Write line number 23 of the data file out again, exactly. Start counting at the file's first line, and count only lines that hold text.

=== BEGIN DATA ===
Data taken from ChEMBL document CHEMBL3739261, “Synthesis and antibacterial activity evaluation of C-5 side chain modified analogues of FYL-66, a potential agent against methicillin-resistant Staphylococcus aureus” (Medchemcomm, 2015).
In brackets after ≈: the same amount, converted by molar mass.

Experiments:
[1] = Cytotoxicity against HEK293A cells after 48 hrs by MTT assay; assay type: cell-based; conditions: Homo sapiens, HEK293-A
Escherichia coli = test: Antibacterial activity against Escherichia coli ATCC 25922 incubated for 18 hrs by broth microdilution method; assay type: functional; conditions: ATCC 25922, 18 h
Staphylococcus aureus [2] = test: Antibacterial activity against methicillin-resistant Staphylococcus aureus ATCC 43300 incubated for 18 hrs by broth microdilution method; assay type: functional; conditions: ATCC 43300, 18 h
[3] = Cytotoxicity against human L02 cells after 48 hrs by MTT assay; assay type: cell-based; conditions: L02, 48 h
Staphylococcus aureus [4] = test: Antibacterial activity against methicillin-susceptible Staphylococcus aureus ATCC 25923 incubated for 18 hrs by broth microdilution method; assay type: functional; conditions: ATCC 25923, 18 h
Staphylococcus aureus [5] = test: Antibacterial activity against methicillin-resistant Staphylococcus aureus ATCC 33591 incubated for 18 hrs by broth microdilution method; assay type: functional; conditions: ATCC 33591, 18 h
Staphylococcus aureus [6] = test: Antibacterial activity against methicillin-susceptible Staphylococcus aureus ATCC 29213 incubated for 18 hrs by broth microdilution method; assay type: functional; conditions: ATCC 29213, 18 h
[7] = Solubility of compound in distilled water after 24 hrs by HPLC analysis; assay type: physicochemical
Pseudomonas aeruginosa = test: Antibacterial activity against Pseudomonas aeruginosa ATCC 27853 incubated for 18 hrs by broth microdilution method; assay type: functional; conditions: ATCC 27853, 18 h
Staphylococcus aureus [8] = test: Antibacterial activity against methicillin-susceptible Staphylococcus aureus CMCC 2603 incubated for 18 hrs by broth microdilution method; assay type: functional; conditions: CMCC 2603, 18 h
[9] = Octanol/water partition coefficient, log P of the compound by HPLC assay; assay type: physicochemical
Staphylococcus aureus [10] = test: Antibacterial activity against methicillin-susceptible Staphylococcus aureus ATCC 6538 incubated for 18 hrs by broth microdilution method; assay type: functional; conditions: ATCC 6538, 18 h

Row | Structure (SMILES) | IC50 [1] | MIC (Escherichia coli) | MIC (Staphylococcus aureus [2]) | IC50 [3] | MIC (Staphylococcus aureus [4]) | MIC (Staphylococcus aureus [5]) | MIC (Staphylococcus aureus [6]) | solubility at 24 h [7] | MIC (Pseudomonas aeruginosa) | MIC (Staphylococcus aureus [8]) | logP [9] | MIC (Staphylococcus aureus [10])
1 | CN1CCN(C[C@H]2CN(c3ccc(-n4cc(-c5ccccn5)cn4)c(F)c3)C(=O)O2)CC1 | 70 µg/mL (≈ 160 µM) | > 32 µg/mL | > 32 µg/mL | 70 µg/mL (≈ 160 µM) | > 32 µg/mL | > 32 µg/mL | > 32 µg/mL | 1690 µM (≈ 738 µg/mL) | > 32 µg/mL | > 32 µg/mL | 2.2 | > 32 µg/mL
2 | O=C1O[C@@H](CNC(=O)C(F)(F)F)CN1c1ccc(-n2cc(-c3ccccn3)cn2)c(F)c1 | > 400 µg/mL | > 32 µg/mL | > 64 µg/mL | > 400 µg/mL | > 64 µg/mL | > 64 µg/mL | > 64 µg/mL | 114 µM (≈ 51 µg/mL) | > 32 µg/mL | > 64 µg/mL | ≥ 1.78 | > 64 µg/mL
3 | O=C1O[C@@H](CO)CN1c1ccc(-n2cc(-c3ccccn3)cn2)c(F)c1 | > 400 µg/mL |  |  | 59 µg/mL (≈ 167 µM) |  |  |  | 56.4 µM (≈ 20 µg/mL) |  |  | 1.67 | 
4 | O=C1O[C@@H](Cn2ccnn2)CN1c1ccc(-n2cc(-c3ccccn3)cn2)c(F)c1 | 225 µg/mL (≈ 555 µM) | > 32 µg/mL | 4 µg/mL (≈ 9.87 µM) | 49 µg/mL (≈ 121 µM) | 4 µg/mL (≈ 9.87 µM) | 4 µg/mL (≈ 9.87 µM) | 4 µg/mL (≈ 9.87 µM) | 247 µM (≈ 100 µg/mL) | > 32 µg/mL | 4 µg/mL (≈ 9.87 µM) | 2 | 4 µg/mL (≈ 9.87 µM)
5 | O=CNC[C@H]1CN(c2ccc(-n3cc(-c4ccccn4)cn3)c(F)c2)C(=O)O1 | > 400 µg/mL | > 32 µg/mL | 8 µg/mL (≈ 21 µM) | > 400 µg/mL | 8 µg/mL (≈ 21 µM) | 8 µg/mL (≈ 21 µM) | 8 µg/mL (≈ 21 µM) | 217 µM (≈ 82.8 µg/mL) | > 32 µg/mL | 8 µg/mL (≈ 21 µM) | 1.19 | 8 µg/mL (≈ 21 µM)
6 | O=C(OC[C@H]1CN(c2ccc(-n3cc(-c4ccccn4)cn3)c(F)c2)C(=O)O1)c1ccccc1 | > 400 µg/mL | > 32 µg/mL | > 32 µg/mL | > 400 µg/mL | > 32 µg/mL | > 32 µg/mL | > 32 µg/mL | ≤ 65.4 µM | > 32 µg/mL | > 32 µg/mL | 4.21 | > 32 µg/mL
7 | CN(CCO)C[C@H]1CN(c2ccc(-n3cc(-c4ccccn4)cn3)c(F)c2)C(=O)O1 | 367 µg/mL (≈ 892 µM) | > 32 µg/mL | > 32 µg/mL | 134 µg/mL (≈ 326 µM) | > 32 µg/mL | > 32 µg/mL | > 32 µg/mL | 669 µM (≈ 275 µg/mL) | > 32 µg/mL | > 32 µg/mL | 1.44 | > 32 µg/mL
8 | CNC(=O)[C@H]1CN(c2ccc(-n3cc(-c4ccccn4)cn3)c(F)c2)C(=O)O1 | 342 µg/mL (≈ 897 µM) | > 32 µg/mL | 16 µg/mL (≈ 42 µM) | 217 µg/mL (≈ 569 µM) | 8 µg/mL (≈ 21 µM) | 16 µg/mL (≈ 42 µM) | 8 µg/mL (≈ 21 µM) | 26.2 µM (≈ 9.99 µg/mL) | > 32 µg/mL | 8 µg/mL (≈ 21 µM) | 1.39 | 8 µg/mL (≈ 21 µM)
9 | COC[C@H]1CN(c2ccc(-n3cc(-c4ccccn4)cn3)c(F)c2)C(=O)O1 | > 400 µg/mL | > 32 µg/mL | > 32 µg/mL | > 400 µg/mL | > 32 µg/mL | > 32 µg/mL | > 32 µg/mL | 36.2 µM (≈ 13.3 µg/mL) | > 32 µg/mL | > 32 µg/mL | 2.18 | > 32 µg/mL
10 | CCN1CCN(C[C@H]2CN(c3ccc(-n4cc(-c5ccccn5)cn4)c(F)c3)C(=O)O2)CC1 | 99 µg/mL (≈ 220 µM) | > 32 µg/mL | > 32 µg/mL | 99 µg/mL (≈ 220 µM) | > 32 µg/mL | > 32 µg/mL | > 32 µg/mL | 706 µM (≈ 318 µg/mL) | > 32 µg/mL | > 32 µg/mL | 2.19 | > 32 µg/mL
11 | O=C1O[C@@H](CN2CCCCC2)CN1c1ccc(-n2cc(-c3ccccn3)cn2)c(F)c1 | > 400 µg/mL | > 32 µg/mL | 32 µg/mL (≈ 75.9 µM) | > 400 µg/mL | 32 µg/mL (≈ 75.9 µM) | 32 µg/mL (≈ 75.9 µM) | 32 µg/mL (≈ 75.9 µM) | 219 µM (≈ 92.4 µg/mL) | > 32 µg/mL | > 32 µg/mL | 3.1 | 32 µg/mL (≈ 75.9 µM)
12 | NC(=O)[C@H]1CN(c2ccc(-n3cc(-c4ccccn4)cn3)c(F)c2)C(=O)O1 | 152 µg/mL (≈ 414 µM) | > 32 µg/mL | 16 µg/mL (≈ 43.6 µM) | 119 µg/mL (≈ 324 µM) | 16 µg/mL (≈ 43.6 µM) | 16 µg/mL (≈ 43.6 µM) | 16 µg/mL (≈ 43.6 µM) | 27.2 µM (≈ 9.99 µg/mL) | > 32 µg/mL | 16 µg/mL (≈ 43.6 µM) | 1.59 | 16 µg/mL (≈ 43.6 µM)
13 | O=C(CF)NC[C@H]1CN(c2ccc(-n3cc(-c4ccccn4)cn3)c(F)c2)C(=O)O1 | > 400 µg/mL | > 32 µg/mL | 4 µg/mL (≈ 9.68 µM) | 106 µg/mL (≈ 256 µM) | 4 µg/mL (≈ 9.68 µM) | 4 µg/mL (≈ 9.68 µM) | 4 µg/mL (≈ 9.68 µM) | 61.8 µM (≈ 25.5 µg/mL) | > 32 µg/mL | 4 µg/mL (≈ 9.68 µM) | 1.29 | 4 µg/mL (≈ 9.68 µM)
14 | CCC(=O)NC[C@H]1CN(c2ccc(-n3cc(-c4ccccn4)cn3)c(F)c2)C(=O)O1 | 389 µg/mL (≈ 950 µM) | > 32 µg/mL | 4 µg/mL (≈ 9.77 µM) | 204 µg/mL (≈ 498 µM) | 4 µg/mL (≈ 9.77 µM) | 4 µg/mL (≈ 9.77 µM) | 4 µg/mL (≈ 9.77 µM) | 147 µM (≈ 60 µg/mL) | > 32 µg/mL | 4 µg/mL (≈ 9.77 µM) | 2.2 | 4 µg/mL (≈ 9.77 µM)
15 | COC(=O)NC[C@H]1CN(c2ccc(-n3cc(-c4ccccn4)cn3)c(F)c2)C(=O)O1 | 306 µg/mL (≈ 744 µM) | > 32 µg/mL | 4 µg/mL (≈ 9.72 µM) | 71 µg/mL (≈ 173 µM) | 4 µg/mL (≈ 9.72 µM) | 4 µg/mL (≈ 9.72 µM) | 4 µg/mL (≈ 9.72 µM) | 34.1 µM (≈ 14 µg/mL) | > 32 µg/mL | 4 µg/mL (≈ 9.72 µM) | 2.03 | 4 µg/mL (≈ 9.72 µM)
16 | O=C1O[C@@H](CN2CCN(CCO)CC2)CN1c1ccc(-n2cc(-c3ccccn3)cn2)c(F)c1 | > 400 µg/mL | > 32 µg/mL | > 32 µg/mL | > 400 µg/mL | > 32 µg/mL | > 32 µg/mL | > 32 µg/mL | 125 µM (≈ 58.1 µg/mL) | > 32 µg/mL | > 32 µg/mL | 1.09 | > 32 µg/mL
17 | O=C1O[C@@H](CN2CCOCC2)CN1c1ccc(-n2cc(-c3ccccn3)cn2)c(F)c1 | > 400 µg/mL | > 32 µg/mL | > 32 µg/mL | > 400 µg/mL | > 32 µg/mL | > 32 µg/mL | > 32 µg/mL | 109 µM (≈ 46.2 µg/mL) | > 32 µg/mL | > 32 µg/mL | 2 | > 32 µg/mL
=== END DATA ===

7 | CN(CCO)C[C@H]1CN(c2ccc(-n3cc(-c4ccccn4)cn3)c(F)c2)C(=O)O1 | 367 µg/mL (≈ 892 µM) | > 32 µg/mL | > 32 µg/mL | 134 µg/mL (≈ 326 µM) | > 32 µg/mL | > 32 µg/mL | > 32 µg/mL | 669 µM (≈ 275 µg/mL) | > 32 µg/mL | > 32 µg/mL | 1.44 | > 32 µg/mL